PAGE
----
David greeting guests at Villa's Blue & White Gala at the Langham.
When 13-year-old David Ledden first came to the school at Villa Esperanza Services, he seemed a shell of a boy — withdrawn, guarded, refusing to make eye contact and barely speaking a word. There were reasons, of course. He’d been homeless a good part of his young life, most recently living out of a truck in a Costco parking lot with his stepfather, rarely able to bathe and used to eating only about four different fast-food items. School attendance had been sporadic over the years. He read at a 1st-grade level.
But when a social worker reached out to Derrick Freeman, indicating the boy in need of help might be his biological son, David’s life took a rare and momentous upward turn. After a DNA test confirmed his paternity, Freeman fought for custody and immediately sought out help for his newfound son in every corner. He worked with David’s school counselor and tirelessly home-schooled him until they could find a stable learning environment that would be the right fit to accommodate his special needs and therapy services.
That right fit turned out to be Villa Esperanza Services. In less than one year at the school, David has grown into a happy, healthy and outgoing boy. Before Villa, he’d never had a friend before, he told his dad. “The outgoing kid you see today, it’s taken a long time for him to get there,” Freeman said. “My son told me he’d never had friends, that no one ever noticed him before, not in a good way. This school has just been a godsend to him. They’ve opened up a whole new world for him. We can’t even get out of the car without people calling him by name, saying hi.”
David’s story might not be the typical one at Villa Esperanza Services, but then again, no story is. Villa’s mission since 1961 has been to meet the special needs of each individual and provide love and hope within a continuum of care that ranges from infancy to adulthood.
“The kids don’t fit into our program, we fit into theirs. Our services are very individually tailored to our clients’ abilities, not their disabilities,” said Kelly White, Villa’s CEO. “We find the best way to tap into and pull out their emotions, abilities and skills, no matter what that might look like later in life, whether it’s working out in the community or continuing to learn life skills.”
Villa Esperanza Services first began as an independent day school in Pasadena for children with Down syndrome, back in a day when no public schools offered programs for children with developmental disabilities. Building on the vision of a small group of mothers, who believed their special-needs children deserved quality care and education, Villa has become a place for individuals with developmental disabilities to thrive, no longer secluded but visible members of the community, where they work, attend school and live independently. Responding to the enormous need of an oft-overlooked population, Villa has been at the forefront of creating programs to give individuals with intellectual and developmental disabilities the opportunity to learn, work and play with others. Villa now serves 26 school districts and more than 41 cities in Los Angeles and Ventura counties, and provides individual care to clients with any of 30 disabilities, including autism, Down syndrome and cerebral palsy.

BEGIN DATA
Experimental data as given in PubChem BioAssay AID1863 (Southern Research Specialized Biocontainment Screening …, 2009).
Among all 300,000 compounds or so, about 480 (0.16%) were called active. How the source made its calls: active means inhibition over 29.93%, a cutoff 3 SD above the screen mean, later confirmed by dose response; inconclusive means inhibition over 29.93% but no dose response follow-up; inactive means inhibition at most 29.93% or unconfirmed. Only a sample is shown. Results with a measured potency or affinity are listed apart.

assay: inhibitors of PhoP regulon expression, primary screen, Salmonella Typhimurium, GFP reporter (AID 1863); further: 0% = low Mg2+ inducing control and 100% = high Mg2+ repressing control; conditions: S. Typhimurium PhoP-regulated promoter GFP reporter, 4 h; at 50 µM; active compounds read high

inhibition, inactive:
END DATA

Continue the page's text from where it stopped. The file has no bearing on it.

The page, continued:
The road for David might be long, but Villa is committed to every step of it. His dad, a single parent, knows he can count on Villa, especially when he might be ready to return to public schools.
“I tell him I’ve loved him since the first day I met him, he’s my world,” his father said. “Everything with David is touch-and-go right now, but overall he’s becoming a very happy kid, he’s always thankful for any little thing.”
Freeman paused to swallow emotion, recalling when David thanked him for getting him clean clothes. “I teared up so much I had to pull over in the car,” he recalled. He knows he can’t make up for the lost years, but Freeman takes comfort in knowing Villa is helping David to recover and thrive.
“At this school he’s just allowed to be himself without being judged or bullied,” Freeman said. “David loves this school. Every day, he is happy to go and he loves the staff.” Villa teachers and staff are all looking forward to David’s continued growth and developing long lasting friendships.